Hard Water and Cloth Diapers

title image for the blog post. background shows dark blue coloured water. title text reads "How to Deal with Hard Water and Cloth Diapers" There is a woman holding both thumbs up.

Chances are that in your research of cloth diapering you have come across the term hard water.

We here at Lil Helper are with you every step of the way on your cloth diapering journey and so we want to take a moment and address this possibly confusing matter.

Hard water is water that has lots of mineral deposits in it.

I know, probably not what you thought it was based on how normally water that is hard goes by another name (ice, ice, baby!). But in relation to cloth diapering, minerally hard water is a very different matter.

gif of a toddler walking on ice and slipping

This poor baby is learning about “hard water” the hard way!

So what does this mean for cloth diapers?

Okay, I know what you’re thinking. So what if my water has some minerals in it?

Normally, minerally rich water doesn’t cause too many problems but it can wreak havoc on your laundry, especially on your cloth diapers.

Every time you wash something in water that is hard, some of the minerals are left behind and trapped in the fabric. For regular laundry (clothes, etc.) this causes them to look dull and dingy over time. But for cloth diapers, this can lead to repelling of moisture and diaper rashes, neither of which anyone wants to be dealing with.

Which brings us to…

What to do about hard water?

The first step is finding out if your water is indeed hard and what the relative level of hardness it is (slightly hard- extremely hard).

Not everyone has hard water (thank goodness!) but more people do then realize it. Even if you live in a city your water could still be hard (I personally live near Washington D.C. and my water is moderately hard!). It all depends on where the water comes from.

Most areas have localized maps with specific ranges for residents. Here is a hard water map for North America to give you a general idea of what we’re dealing with.

image shows a map of Canada and the Unite states. It has different colours indicating areas of various levels of water hardness. This is important to know when dealing with hard water and cloth diapers

But don’t just rely on a map.

For the sake of your child’s bum and your stash of diapers, you should have your water tested.

This isn’t nearly as tedious as it sounds since most pet stores will test your water, FOR FREE!

Another easy way to test your water is by buying test strips, just like the ones pet stores use so you could find them there. Most local hardware stores also carry them.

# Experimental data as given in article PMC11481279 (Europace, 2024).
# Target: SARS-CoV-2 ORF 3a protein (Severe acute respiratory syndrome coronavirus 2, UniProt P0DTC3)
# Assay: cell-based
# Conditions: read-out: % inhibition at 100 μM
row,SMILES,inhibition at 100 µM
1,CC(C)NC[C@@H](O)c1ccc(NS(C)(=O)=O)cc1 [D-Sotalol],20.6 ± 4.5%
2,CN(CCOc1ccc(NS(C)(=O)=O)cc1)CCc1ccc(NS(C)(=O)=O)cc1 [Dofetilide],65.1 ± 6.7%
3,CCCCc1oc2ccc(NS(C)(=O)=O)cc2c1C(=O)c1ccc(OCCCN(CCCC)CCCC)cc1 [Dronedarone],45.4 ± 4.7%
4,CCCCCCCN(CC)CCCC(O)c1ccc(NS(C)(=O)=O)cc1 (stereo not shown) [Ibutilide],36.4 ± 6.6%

Before testing your water, make sure your sample is from a source as close to the washing machine (if you can’t get it directly from the machine) as possible. This is to ensure you are getting the right results since some homes have water softeners in specific areas of the house (fridges, showers, kitchen sinks).

 

Image taken in a pet store showing fish tanks lining the walls. most pet stores will test your water for free which is handy when dealing with hard water and cloth diapers

Most Pet stores with an aquatic section will test your
water sample for free!

image shows a hard water testing strip being compared to a hard water chart. most pet stores will test your water for free which is handy when dealing with hard water and cloth diapers

Testing is as simple as dipping the strip in your water and
matching the colors to the key!

The results are in!

Once you know if your water is hard (and to what extreme) you can take steps to soften your water.

Water softening is the removal of calciummagnesium, and certain other metal cations in hard water. (wikipedia)

There are different ways to soften water but one of the easiest is to add a water conditioner to your laundry routine.

For water that is even a little hard, a water softener needs to be added to both the pre and main washes. The amount will be dependent on the softener you use and the level of hardness.  Generally, more softener is used in the main wash than in the prewash.

Two of the more popular conditioners out there are Calgon and Borax.

While Borax is notably easier to find (available in the laundry section of most major stores), there are more differences than just Borax being powder and Calgon being liquid. To keep it simple, they capture the minerals in different ways, and Calgon captures the minerals in two ways (versus Borax only one) which could be crucial for someone with very hard water.

To see what a good wash routine looks like, please check out our Help Desk! And for help figuring out how much conditioner to add to your wash routine, please send us an email at delight@lilhelper.ca!

It’s never too late to deal with hard water and cloth diapers!

Now, if you have been washing your diapers in untreated water and are experiencing leaks and/or rashes, adjusting the wash routine may not be enough to fix the problem. BUT DO NOT FEAR!

We are here to help you get your diapers back to normal! Because each case is different, we can’t troubleshoot everyone through this blog, but we can give you personalized help through our Delight Team. We are available to help with any and all issues you may be having, including how deal with hard water build up and adjust your washing routine.

Just send us a message at delight@lilhelper.ca and someone who has experience with all things cloth diaper related will be there to walk (virtually) with you step by step in solving any issues you may have.

Just remember that for every problem, there is a solution. When it comes to cloth diapers, we are here to help you find those solutions!

 

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